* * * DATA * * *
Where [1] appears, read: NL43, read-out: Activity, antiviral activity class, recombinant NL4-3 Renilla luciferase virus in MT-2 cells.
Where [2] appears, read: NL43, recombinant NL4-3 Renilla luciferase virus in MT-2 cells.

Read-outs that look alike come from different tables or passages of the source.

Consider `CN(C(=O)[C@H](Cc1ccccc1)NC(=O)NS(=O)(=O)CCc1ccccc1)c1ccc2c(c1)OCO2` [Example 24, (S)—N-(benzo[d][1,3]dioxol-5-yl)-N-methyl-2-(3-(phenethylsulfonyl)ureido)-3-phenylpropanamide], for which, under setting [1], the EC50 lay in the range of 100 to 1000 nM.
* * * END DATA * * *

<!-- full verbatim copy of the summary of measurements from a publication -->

Where [1] appears, read: NL43, read-out: Activity, antiviral activity class, recombinant NL4-3 Renilla luciferase virus in MT-2 cells.
Where [2] appears, read: NL43, recombinant NL4-3 Renilla luciferase virus in MT-2 cells.

Read-outs that look alike come from different tables or passages of the source.

Consider `CN(C(=O)[C@H](Cc1ccccc1)NC(=O)NS(=O)(=O)CCc1ccccc1)c1ccc2c(c1)OCO2` [Example 24, (S)—N-(benzo[d][1,3]dioxol-5-yl)-N-methyl-2-(3-(phenethylsulfonyl)ureido)-3-phenylpropanamide], for which, under setting [1], the EC50 lay in the range of 100 to 1000 nM.